At this point, the largest Heisman Trophy margin of victory ever is 2006, when Troy Smith won and Darren McFadden came in second — neither of their careers did a ton after that, honestly — with Smith getting 2,540 points and McFadden getting 878. (More on that in a second.) Tomorrow night, Marcus Mariota, Amari Cooper, and Melvin Gordon are the three finalists. Mariota is coming off a performance against Arizona in the Pac-12 title game where he had a hand in five touchdowns. Gordon is coming off a 59-0 loss in the Big Ten title game, and his coach for that game can’t even come with him to New York City, because it would be awkward … since he now coaches Oregon State. Amari Cooper had a great year, but the Heisman Trophy hates wide receivers.
This has to be the biggest margin of all-time, right?
This article has some good insight on the process — and also contradicts the Troy Smith thing, claiming O.J. Simpson basically had the widest-margin ever (maybe we eliminate that from our memories because of what happened decades later). Essentially, though, there are 929 voters. 870 of them are media members, 58 are former Heisman winners, and there’s one combined fan vote. It’s all done by region, as you probably know: Northeast, Mid-Atlantic, South, Southwest, Midwest, and Far West.
Mariota is obviously going to dominate voting in the Far West and likely the Southwest; there are no other candidates from there, and all those media members have probably seen him play a few times. Midwest and South are the question marks — votes there could go to Gordon and Cooper, respectively.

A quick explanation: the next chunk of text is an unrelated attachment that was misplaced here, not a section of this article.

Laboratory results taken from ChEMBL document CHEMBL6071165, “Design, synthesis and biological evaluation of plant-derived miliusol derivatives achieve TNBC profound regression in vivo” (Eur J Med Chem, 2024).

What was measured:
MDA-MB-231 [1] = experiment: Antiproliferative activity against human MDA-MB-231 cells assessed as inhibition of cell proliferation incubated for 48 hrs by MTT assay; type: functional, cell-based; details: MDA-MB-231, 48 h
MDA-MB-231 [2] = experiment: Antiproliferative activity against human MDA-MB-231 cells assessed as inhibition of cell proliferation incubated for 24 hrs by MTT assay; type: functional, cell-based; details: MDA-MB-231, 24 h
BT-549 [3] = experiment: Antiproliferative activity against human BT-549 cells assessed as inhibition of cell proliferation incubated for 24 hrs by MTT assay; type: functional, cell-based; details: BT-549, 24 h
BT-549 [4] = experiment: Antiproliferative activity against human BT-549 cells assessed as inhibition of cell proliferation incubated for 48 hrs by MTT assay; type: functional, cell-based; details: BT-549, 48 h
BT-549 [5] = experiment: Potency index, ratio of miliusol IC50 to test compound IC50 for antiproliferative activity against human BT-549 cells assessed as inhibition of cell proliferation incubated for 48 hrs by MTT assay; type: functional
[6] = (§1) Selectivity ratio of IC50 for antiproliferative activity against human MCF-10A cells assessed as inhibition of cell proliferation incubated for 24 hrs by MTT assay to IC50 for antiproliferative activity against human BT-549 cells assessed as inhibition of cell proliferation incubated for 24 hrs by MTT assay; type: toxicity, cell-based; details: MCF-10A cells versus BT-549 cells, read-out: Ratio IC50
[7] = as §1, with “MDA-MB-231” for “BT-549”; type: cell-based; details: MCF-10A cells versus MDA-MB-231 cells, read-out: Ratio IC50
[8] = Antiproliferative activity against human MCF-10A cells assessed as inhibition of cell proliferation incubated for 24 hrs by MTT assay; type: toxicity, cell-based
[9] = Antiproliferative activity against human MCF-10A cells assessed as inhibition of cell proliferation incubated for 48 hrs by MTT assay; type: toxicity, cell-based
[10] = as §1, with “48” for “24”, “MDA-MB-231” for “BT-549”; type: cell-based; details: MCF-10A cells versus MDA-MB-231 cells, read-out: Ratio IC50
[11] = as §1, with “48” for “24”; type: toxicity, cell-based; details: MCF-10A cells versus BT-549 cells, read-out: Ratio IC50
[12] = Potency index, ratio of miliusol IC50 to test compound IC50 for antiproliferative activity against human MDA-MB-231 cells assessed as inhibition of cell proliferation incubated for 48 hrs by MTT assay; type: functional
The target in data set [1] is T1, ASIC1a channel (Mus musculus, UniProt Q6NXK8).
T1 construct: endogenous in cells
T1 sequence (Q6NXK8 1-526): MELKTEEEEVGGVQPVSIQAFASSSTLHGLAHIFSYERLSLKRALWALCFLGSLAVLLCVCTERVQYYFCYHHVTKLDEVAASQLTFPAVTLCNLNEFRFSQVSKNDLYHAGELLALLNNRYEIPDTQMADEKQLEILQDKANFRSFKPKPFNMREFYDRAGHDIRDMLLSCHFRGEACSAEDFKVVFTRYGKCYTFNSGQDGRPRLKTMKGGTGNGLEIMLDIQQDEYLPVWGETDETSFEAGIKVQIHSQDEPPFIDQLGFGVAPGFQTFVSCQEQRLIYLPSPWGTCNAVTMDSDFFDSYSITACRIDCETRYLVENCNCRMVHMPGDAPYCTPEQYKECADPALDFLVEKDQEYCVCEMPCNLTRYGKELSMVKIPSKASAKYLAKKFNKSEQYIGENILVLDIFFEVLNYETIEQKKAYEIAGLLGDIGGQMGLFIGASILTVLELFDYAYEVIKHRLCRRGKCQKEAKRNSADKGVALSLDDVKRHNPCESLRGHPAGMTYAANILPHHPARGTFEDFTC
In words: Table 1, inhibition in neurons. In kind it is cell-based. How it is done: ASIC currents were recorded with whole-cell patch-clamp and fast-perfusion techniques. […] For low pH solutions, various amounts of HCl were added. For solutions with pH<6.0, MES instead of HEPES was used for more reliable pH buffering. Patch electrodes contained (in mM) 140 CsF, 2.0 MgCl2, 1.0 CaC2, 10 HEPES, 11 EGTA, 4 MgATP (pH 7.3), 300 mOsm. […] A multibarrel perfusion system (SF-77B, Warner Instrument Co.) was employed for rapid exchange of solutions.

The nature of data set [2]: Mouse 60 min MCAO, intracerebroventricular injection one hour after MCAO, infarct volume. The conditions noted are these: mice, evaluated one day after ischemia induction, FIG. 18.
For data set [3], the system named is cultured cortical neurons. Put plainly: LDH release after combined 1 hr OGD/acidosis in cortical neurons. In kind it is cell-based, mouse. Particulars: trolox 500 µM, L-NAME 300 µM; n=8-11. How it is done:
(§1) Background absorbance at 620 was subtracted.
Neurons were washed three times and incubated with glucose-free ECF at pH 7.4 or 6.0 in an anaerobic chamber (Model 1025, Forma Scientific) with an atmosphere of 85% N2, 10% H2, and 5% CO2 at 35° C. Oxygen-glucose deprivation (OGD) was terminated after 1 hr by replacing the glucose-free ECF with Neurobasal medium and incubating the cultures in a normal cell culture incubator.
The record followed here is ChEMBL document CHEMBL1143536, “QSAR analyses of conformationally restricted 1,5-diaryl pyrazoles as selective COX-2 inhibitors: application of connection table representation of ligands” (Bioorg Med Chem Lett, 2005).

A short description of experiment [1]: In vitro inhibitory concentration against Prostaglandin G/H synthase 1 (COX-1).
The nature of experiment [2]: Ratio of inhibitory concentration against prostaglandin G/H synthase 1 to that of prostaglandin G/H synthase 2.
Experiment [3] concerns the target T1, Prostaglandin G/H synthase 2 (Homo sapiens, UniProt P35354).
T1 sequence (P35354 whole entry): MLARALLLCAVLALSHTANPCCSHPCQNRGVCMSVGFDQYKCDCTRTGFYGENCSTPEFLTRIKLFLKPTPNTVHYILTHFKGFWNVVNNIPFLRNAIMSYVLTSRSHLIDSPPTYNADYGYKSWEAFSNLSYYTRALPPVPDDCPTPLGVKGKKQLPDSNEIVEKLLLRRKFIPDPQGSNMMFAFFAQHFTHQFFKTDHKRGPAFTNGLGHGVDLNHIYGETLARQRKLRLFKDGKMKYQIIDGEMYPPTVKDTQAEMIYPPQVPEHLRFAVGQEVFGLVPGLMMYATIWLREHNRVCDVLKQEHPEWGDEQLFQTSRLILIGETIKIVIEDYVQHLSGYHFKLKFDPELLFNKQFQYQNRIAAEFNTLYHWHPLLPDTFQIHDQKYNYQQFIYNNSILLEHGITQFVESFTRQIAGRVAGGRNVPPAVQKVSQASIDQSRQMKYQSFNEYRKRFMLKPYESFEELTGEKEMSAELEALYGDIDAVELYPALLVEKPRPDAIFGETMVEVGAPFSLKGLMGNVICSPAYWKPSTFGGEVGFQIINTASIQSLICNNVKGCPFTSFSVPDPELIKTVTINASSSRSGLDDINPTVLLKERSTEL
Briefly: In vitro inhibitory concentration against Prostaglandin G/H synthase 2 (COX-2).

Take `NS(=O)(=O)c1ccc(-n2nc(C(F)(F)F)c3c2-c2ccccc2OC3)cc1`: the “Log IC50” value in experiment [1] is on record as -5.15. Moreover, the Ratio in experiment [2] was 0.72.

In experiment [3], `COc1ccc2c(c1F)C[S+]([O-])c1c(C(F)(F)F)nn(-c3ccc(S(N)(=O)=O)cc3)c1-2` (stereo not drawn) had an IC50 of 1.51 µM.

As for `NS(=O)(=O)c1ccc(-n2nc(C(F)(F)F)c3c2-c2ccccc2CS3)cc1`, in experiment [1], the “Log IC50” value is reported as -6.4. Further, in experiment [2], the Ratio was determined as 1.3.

Here’s the chart for “percentage of first-place votes possible” that candidates got:
By all this math, if you assume that 900 of the 929 Heisman voters actually cast their ballot, Mariota would need 856 first-place votes and he’d probably surpass every conceivable metric for Heisman landslide: most first-place votes (which is O.J. right now), largest margin (which seems to be Troy Smith), and percentage of first-place votes cast (Charlie Ward). 856 is the magic number. If you think there’s an SEC bias among Southeastern journalists, he might not be able to get it.
This guy believes:
The difference between Mariota and the other QBs here is probably pro potential. Ward did that dual-sport thing, but ultimately became an NBA player. Smith was a fifth-round pick of the Ravens in 2007. He ended up in the CFL. Mariota is supposed to be No. 1 overall if he comes out. That will change — guys always emerge late, i.e. Blake Bortles — but Mariota is almost assuredly a first-rounder.
Of course, some people don’t want him to leave: